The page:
Musings

Talent and luck can carry me in the short term, but those two qualities are fickle as hell.  In the long term, personal growth needs to be fed with discipline and critical thinking in order to maintain consistent efficacy.  So in the end, while the choice isn’t easy, it is simple:  be disciplined, keep applying myself, and ruthlessly subject myself to self-examination.

Advertisements

19 thoughts on “Musings

  1. That sounds awful! Talent IS luck, and not so fickle at all. Just a little bit of self-discipline is needed — even just half an hour a day, as long as it’s every day, consistently. If you can do more — wonderful! Forget the ruthlessness — concentrate on maintaining joie de vivre, if you have the luxury. To me, that’s the most important thing of all. Not that you asked my advice . . . I just can’t believe you’re talking about ruthlessly subjecting yourself to self-examination. Ruthlessly!!! Eeyuck, is my comment . . .

    Liked by 2 people

    • Hahaha! Maybe it’s just my personal experience; if it isn’t ruthless, that leads to complacency, which leads to erroneous assumptions, which leads to bad performance. But I’ve spent a decent portion of my life around super alpha-males where performance is everything, so that may have something to do with my outlook.

      Liked by 1 person

      • i’m sure different things work for different people, but i worry about anybody who plans to be ruthless with themselves. seems to me the ONLY way that’s going to end up is badly. kind of funny, now that you’ve got me thinking about this. i’m actually at my best when i’m easy on myself. i plan to work half an hour a day, then just naturally work more because it turns out to be absorbing and enjoyable. if i plan to spend most of my day just enjoying life and avoiding stress, it’s like that gives me the space to be more productive. it must just be a personality thing. and oh yeah, i’m a girl, if that has anything to do with it, which i kind of doubt. 🙂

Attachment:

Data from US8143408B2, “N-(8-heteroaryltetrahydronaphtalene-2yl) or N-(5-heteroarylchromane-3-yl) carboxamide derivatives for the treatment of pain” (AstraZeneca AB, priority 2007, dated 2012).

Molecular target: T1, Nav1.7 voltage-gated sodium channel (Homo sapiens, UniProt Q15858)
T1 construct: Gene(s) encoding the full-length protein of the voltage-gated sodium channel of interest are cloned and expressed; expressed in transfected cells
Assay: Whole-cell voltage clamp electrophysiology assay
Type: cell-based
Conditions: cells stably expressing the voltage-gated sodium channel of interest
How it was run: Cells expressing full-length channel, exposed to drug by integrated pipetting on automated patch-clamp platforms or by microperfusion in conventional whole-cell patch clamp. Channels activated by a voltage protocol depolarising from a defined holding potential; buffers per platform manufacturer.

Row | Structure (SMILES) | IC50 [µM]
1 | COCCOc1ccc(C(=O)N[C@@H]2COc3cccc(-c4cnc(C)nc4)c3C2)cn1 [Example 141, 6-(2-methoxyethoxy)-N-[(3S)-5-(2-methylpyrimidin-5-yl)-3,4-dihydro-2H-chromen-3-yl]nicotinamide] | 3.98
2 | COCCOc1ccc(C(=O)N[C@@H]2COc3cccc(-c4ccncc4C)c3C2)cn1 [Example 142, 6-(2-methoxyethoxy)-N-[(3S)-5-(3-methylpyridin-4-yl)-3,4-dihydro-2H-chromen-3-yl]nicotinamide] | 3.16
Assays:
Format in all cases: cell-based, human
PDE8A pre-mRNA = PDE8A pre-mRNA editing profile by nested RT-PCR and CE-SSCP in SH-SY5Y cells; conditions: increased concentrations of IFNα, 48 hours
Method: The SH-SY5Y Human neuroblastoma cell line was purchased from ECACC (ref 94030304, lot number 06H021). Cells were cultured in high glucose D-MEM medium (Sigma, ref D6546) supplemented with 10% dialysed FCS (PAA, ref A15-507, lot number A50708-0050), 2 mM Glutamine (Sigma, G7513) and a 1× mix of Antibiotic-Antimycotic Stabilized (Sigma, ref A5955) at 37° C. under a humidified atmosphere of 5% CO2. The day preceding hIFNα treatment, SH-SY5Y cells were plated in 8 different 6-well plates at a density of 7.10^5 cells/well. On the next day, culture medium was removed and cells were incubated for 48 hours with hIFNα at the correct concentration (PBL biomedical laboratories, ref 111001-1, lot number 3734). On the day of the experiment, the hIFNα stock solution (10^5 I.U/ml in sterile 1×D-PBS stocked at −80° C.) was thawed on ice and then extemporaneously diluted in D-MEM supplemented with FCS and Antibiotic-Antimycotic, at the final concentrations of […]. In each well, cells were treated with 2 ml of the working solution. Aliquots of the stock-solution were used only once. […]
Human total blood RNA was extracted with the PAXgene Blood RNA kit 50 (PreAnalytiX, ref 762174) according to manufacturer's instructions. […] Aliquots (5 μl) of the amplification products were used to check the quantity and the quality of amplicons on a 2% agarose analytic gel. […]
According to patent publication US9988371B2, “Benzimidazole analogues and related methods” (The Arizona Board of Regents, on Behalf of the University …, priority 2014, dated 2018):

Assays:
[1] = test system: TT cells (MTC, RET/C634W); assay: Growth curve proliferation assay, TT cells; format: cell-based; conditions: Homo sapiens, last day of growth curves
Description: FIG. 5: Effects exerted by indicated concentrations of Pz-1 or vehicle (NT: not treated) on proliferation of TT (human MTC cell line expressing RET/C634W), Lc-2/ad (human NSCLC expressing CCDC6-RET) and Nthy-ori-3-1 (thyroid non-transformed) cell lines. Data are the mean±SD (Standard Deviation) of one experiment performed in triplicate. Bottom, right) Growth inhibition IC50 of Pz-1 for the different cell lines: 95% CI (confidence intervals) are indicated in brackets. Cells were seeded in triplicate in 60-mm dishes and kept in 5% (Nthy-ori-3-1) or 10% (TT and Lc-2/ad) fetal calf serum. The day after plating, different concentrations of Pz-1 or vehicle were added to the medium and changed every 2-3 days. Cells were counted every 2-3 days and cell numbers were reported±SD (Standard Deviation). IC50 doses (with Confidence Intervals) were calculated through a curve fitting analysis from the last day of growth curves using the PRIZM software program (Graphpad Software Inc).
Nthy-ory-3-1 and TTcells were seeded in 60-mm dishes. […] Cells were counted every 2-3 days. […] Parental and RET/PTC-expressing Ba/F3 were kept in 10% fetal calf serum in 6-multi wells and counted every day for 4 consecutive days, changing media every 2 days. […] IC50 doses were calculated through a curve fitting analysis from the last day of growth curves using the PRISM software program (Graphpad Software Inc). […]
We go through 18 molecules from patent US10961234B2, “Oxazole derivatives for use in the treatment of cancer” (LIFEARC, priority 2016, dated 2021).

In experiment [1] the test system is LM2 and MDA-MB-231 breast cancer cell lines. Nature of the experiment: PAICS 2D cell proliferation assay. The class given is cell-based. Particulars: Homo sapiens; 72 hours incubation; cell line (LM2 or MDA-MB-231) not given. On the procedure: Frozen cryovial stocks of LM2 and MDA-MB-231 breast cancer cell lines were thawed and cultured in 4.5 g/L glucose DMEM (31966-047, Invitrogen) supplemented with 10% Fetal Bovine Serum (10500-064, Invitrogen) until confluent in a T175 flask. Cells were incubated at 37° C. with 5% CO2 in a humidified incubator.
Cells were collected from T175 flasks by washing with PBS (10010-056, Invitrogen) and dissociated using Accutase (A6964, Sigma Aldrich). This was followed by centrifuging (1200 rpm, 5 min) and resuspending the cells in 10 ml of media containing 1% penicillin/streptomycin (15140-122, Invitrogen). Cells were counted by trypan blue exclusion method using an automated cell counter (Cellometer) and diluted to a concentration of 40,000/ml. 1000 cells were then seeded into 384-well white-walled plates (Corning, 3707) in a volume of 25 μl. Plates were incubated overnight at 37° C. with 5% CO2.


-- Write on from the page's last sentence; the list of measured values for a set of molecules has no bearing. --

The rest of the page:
Liked by 1 person

      • Absolutely! I agree with all of it, and we’d probably end up saying the same thing in the end, once we both clarified what ruthless meant to us in different contexts. I go for “fulfillment.” I like that word because it implies that I can undergo temporary discomfort to increase overall happiness, as opposed to indulging in whatever craving I have at the moment. Being ruthlessly honest with myself (not with others; a lotta people don’t respond well to it) is pretty uncomfortable in the short term, but yields knowledge that greatly increases my comfort in the long term and increases my chances of fulfillment, if that makes any sense.

        Like

    • Aw shucks, Kris! I’m flattered! But I’d really rather not—I’ve grudgingly accepted the fact that I may one day have to do book signings or maybe even in-person interviews, but I’ve got measures to protect my recognizability: I plan on wearing fake glasses and a hat. Hopefully I can slide through life like Clark Kent LOL

      Liked by 1 person

  2. I noticed one of your commentators took issue with the word “ruthlessly.” I understand the sentiment. One person’s ruthless can be more or less than another person’s ruthless. In fact, what might appear totally ruthless to you could be mildly ruthless to another and vice versa. Ruth has a way of spreading herself out on a continuum from completely ruthless to completely ruthful. But however without ruth you are, you seem like a happy camper. Isn’t that what matters?

    Liked by 1 person

Leave a Reply

Fill in your details below or click an icon to log in:

WordPress.com Logo

You are commenting using your WordPress.com account. Log Out / Change )

Twitter picture

You are commenting using your Twitter account. Log Out / Change )

Facebook photo

You are commenting using your Facebook account. Log Out / Change )

Google+ photo

You are commenting using your Google+ account. Log Out / Change )

Connecting to %s